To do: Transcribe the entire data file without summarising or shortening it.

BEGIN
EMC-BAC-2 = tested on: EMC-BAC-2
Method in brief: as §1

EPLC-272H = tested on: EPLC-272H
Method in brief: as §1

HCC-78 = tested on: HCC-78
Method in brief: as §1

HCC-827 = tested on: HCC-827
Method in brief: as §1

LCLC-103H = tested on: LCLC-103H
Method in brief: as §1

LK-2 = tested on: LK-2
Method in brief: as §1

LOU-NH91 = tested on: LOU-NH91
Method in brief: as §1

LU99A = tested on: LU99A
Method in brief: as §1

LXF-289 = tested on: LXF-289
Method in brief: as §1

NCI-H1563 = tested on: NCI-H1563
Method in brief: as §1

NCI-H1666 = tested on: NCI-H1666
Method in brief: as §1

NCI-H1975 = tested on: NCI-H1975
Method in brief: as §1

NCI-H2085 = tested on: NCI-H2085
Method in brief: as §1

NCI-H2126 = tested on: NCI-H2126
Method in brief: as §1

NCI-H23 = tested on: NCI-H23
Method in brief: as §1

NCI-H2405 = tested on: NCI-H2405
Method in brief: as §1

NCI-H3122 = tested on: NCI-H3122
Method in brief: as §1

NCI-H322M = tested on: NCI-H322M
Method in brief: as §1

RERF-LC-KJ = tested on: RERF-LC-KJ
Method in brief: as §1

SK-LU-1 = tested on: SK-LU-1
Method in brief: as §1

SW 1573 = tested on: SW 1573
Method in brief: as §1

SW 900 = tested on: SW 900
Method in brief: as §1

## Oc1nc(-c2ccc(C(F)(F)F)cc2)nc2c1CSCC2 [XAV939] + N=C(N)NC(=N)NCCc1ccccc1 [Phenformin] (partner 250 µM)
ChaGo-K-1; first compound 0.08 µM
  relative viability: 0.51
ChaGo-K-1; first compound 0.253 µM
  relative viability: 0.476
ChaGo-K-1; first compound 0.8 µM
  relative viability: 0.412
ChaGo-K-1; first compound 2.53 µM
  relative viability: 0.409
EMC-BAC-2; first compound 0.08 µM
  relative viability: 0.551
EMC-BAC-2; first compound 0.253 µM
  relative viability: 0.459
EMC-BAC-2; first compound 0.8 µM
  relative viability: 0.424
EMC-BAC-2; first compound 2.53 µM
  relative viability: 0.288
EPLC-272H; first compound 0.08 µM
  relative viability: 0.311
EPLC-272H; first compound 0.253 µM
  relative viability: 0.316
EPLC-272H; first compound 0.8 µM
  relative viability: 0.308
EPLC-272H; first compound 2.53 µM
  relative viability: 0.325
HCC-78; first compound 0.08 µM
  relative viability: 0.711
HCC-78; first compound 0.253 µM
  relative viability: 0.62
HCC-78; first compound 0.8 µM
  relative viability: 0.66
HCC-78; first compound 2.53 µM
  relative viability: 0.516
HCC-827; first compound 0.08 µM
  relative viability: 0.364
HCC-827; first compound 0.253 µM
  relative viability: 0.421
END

EMC-BAC-2 = tested on: EMC-BAC-2
Method in brief: as §1

EPLC-272H = tested on: EPLC-272H
Method in brief: as §1

HCC-78 = tested on: HCC-78
Method in brief: as §1

HCC-827 = tested on: HCC-827
Method in brief: as §1

LCLC-103H = tested on: LCLC-103H
Method in brief: as §1

LK-2 = tested on: LK-2
Method in brief: as §1

LOU-NH91 = tested on: LOU-NH91
Method in brief: as §1

LU99A = tested on: LU99A
Method in brief: as §1

LXF-289 = tested on: LXF-289
Method in brief: as §1

NCI-H1563 = tested on: NCI-H1563
Method in brief: as §1

NCI-H1666 = tested on: NCI-H1666
Method in brief: as §1

NCI-H1975 = tested on: NCI-H1975
Method in brief: as §1

NCI-H2085 = tested on: NCI-H2085
Method in brief: as §1

NCI-H2126 = tested on: NCI-H2126
Method in brief: as §1

NCI-H23 = tested on: NCI-H23
Method in brief: as §1

NCI-H2405 = tested on: NCI-H2405
Method in brief: as §1

NCI-H3122 = tested on: NCI-H3122
Method in brief: as §1

NCI-H322M = tested on: NCI-H322M
Method in brief: as §1

RERF-LC-KJ = tested on: RERF-LC-KJ
Method in brief: as §1

SK-LU-1 = tested on: SK-LU-1
Method in brief: as §1

SW 1573 = tested on: SW 1573
Method in brief: as §1

SW 900 = tested on: SW 900
Method in brief: as §1

## Oc1nc(-c2ccc(C(F)(F)F)cc2)nc2c1CSCC2 [XAV939] + N=C(N)NC(=N)NCCc1ccccc1 [Phenformin] (partner 250 µM)
ChaGo-K-1; first compound 0.08 µM
  relative viability: 0.51
ChaGo-K-1; first compound 0.253 µM
  relative viability: 0.476
ChaGo-K-1; first compound 0.8 µM
  relative viability: 0.412
ChaGo-K-1; first compound 2.53 µM
  relative viability: 0.409
EMC-BAC-2; first compound 0.08 µM
  relative viability: 0.551
EMC-BAC-2; first compound 0.253 µM
  relative viability: 0.459
EMC-BAC-2; first compound 0.8 µM
  relative viability: 0.424
EMC-BAC-2; first compound 2.53 µM
  relative viability: 0.288
EPLC-272H; first compound 0.08 µM
  relative viability: 0.311
EPLC-272H; first compound 0.253 µM
  relative viability: 0.316
EPLC-272H; first compound 0.8 µM
  relative viability: 0.308
EPLC-272H; first compound 2.53 µM
  relative viability: 0.325
HCC-78; first compound 0.08 µM
  relative viability: 0.711
HCC-78; first compound 0.253 µM
  relative viability: 0.62
HCC-78; first compound 0.8 µM
  relative viability: 0.66
HCC-78; first compound 2.53 µM
  relative viability: 0.516
HCC-827; first compound 0.08 µM
  relative viability: 0.364
HCC-827; first compound 0.253 µM
  relative viability: 0.421